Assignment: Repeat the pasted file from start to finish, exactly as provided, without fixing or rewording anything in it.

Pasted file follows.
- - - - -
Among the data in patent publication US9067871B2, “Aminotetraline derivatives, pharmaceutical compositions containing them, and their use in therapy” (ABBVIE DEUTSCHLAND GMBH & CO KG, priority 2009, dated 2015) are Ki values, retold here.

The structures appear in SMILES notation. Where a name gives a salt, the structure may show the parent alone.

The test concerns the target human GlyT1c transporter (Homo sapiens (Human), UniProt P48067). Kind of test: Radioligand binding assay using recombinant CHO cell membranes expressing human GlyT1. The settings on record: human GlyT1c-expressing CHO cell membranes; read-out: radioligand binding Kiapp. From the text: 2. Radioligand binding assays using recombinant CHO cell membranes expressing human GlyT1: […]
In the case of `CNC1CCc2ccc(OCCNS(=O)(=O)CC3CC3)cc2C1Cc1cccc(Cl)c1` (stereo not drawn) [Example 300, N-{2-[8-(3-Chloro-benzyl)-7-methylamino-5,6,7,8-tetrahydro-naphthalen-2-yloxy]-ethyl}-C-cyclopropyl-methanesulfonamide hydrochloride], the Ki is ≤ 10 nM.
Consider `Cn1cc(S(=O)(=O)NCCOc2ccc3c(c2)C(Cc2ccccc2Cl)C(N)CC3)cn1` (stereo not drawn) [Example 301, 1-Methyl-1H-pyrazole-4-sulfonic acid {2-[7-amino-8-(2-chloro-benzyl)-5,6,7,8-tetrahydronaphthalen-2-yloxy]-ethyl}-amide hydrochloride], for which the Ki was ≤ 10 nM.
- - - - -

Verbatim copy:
Among the data in patent publication US9067871B2, “Aminotetraline derivatives, pharmaceutical compositions containing them, and their use in therapy” (ABBVIE DEUTSCHLAND GMBH & CO KG, priority 2009, dated 2015) are Ki values, retold here.

The structures appear in SMILES notation. Where a name gives a salt, the structure may show the parent alone.

The test concerns the target human GlyT1c transporter (Homo sapiens (Human), UniProt P48067). Kind of test: Radioligand binding assay using recombinant CHO cell membranes expressing human GlyT1. The settings on record: human GlyT1c-expressing CHO cell membranes; read-out: radioligand binding Kiapp. From the text: 2. Radioligand binding assays using recombinant CHO cell membranes expressing human GlyT1: […]
In the case of `CNC1CCc2ccc(OCCNS(=O)(=O)CC3CC3)cc2C1Cc1cccc(Cl)c1` (stereo not drawn) [Example 300, N-{2-[8-(3-Chloro-benzyl)-7-methylamino-5,6,7,8-tetrahydro-naphthalen-2-yloxy]-ethyl}-C-cyclopropyl-methanesulfonamide hydrochloride], the Ki is ≤ 10 nM.
Consider `Cn1cc(S(=O)(=O)NCCOc2ccc3c(c2)C(Cc2ccccc2Cl)C(N)CC3)cn1` (stereo not drawn) [Example 301, 1-Methyl-1H-pyrazole-4-sulfonic acid {2-[7-amino-8-(2-chloro-benzyl)-5,6,7,8-tetrahydronaphthalen-2-yloxy]-ethyl}-amide hydrochloride], for which the Ki was ≤ 10 nM.